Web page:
By LA Weekly
By Henry Rollins
By Weekly Photographers
By Shea Serrano
By Nate "Igor" Smith
By Dan Weiss
By Erica E. Phillips
By Kai Flanders
Say what you will about despots, but at least they inspire flippin’ great music — think the blues, pre–Pol Pot Cambodian garage rock, and especially Tropicália, the late-1960s Brazilian stew of psychedelia and native beats. Even four decades later, Tropicália buzzes in your brain like Red Bull: bubbly, organ-drenched f-yous by Brazilian hipsters to the country’s military dictatorship, heavy on the chord play and politics. It shimmered brightest during those Manichaean years, 1967 and 1968, spurred on by musical titans Caetano Veloso, Gilberto Gil (now Brazil’s Minister of Culture), Tom Zé and other assorted maniacs. And then the despots got mad: They imprisoned Veloso and Gil but allowed the Tropicálistasone final show so they could raise funds for airplane tickets to England, where the despots deported the two. Nice despots!
Tropicália bubbled up stateside from time to time in the ensuing decades, thanks to musical misfits like Beck and David Byrne or the occasional compilation, but the music usually came devoid of context. That now changes, thanks to U.K.-based Soul Jazz Records (best known for its badass Studio One reggae series). Its anthology Tropicália: A Brazilian Revolution in Sound squeezes together the best of the era and a 50-page picture-filled booklet that retells the Tropicália story. You know the Soul Jazz folks know their shit just by the album’s cover: red-tinted silhouettes of club-wielding policemen walking over the Brazilian lefty slogan “É Proibido Proibir”(“Prohibiting Is Prohibited,” which Veloso turned into a song that’s strangely missing from Tropicália).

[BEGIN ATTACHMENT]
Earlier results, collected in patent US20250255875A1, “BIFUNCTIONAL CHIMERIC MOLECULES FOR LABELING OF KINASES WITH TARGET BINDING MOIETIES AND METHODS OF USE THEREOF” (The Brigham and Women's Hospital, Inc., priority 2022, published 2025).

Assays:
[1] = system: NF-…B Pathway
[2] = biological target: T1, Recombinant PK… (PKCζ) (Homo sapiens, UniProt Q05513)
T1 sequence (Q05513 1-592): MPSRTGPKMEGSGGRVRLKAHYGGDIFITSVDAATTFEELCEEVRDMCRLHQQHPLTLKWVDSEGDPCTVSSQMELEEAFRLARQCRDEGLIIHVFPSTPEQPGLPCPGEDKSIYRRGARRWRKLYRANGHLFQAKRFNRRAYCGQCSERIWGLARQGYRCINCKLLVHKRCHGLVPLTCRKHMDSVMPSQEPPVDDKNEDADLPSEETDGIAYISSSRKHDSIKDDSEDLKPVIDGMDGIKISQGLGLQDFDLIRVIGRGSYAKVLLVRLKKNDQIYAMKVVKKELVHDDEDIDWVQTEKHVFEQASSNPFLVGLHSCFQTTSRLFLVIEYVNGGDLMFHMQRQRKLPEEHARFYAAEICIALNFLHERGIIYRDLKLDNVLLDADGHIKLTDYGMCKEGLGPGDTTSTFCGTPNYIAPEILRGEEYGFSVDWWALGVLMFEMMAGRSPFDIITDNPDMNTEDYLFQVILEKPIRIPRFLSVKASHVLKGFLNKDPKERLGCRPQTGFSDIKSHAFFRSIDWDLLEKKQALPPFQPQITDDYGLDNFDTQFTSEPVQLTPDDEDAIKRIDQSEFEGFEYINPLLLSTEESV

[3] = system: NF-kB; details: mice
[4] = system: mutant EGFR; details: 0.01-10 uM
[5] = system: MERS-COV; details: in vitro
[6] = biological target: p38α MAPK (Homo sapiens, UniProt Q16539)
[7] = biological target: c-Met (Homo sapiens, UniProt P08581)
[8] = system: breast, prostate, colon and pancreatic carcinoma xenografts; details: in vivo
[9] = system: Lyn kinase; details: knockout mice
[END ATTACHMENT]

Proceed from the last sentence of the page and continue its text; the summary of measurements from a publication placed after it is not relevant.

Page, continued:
From here, the joyous anarchy of Tropicália flows forth, as the artists hoot, pluck and shake out their charm. Os Mutantes easily live up to their reputation as the Brazilian Beatles — dig their fuzz-guitar freak-outs, bubblegum vocals and sugary prose on “A Minha Menina” (“My Girl”): (“The silver moon hid/And the golden sun appeared” as a chorus shoo-be-doo-wahs in the background). Veloso strums out the wistful ballads that make him such a Royce Hall favorite but also stuns with the namesake anthem “Tropicália,” a samba–bossa nova manifesto where he emerges from a haze of blips to howl his movement to the world. Tom Zé is . . . Tom Zé — strained duck vocals, moody fables of consumerism, and “Jimmy, Renda-se,” ominous bass-governed proto-funk with Zé breathlessly muttering “Janis Chopp” during the song’s crescendo (a play on Janis Joplin translating as Janis Draft Beer). And unappreciated diva Gal Costa contributes three irrepressible tracks — try “Sebastiana”: coos, sighs and laughs driven by an out-of-tune guitar and bumpy Carnaval drums.
The only sin Tropicália: A Brazilian Revolution in Sound commits is brevity. There’s just one track by samba-soul pioneer Jorge Ben and two by Gilberto Gil. No live tracks. No excerpts from the Tropicálistas’ surreal television show Divino Maravilhoso or even Costa’s killer version of the title song with the sexy-serious refrain “Attention, everything is dangerous/Everything is divine marvelous.” But it’s okay — one can only ask so much from the guardians of the most beautiful music on Earth.
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